If the RBA gives too much consideration to things that are not directly in its mandate such as house prices and household debt and it maintains upbeat forecasts for the economy one and two years into the future, it will leave rates steady. With an interest rate cut priced into the market a couple of months hence and global events providing a dark cloud to the outlook, the RBA should cut and do its bit to lean against a hard landing for the economy into 2020.

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The misplaced objective of the government of delivering a surplus, come hell or high water, has gone up in smoke

Tue, 07 Jan 2020

This article first appeared on the Yahoo Finance web site at this link:   


The misplaced objective of the government of delivering a surplus, come hell or high water, has gone up in smoke

For many people, the cost of the fires is immeasurable. 

Or irrelevant. 

They have lost loved ones, precious possessions, businesses and dreams and for these people, what lies ahead is bleak.

Life has changed forever.

As the fires continue to ravage through huge tracts of land, destroying yet more houses, more property, incinerating livestock herds, hundreds of millions of wildlife, birds and burning millions of hectares of forests, it is important to think about the plans for what lies ahead.

The rebuilding task will be huge.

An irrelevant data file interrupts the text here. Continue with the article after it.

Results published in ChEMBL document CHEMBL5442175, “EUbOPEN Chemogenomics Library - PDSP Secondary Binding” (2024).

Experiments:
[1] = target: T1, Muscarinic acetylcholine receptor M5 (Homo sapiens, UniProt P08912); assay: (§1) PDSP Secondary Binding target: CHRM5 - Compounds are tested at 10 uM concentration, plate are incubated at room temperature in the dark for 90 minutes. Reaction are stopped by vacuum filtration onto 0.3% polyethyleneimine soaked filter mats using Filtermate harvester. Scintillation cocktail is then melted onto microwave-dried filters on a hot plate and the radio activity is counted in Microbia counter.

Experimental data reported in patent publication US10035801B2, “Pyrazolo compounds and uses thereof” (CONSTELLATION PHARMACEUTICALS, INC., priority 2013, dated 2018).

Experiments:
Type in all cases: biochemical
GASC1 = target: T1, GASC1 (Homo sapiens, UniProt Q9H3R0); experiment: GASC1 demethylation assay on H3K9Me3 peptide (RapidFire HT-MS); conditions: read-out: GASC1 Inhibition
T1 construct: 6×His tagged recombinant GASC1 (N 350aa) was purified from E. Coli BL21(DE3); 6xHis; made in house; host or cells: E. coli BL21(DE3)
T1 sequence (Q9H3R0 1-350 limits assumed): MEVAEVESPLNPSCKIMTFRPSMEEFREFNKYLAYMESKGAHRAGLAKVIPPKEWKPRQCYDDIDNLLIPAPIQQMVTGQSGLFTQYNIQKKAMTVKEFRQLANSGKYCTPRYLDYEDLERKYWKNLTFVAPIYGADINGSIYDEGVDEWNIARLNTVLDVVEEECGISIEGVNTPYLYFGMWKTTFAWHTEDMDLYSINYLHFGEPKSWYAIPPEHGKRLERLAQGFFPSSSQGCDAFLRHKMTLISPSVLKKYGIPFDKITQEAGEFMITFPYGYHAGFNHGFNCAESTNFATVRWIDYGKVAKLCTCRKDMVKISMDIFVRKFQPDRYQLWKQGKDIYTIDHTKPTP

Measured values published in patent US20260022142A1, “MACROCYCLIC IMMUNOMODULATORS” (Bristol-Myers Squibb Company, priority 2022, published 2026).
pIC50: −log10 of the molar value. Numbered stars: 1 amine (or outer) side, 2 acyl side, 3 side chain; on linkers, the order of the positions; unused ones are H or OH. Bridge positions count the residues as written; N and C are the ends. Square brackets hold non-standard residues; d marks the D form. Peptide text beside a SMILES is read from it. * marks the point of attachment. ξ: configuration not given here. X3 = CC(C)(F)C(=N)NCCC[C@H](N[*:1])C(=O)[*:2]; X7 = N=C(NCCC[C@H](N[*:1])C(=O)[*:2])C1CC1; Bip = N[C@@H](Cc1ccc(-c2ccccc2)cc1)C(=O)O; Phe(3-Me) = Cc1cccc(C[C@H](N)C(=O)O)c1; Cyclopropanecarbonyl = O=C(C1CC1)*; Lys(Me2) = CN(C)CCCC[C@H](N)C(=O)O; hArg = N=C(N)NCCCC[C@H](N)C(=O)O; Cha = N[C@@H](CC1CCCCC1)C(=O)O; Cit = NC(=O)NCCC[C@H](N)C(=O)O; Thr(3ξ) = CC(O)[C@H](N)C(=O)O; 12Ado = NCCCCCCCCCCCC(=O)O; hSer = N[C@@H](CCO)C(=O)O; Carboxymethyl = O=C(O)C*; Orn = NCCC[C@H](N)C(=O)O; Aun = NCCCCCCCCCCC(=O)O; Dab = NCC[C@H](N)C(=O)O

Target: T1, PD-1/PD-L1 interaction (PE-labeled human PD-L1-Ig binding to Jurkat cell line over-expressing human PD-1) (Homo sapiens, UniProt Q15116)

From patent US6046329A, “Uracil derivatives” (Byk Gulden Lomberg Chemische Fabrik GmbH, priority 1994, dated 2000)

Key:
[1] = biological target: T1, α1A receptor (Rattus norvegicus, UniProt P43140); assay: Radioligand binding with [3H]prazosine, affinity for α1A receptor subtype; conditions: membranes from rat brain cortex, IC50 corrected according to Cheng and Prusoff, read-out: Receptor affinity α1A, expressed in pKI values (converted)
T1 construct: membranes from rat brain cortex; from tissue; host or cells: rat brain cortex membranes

Several thousands of houses, commercial buildings and infrastructure will require billions of dollars and thousands of workers to rebuild. Then there are the furniture and fittings for these buildings – carpets, fridges, washing machines, clothes, lounges, dining tables, TVs and the like will be purchased to restock.

Then there are the thousands of cars and other machinery and equipment that will need to be replaced. 

What's ahead for the Australian economy and markets in 2020

Thu, 02 Jan 2020

What's ahead for the Australian economy and markets in 2020

Happy New Year!

2020 will be a year where Australia’s annual GDP will exceed $2 trillion, our population will get very close to 26 million people and we will clock up 29 years with no recession.

It is also a year where the economy will be a dominant issue for policy makers, will drive what happens to interest rates, will help drive investment returns and will feed into the well-being of the Australian community. 

2020 kicks off with relatively good news in terms of economic growth, even though the labour market is likely to remain weak, with wages growth struggling to lift and inflation remaining below the RBA’s 2 to 3 per cent target. The Reserve Bank may have one more interest rate cut in its kit bag, but by year end, the market is likely to price in interest rate increases, albeit modestly.

The ASX, which had a great 2019 is set to be flatten out, in part driven by the change in the interest rate outlook, but it should get a boost from better news on housing and household spending.

In terms of the specifics, I have broken down the 2020 outlook into a range of categories and given a broad explanation on the issues underpinning the themes outlined.

GDP Growth

It’s a positive outlook. A pick-up in GDP growth from the current 1.7 per cent annual rate is unfolding, with the only real issue is the extent of the acceleration.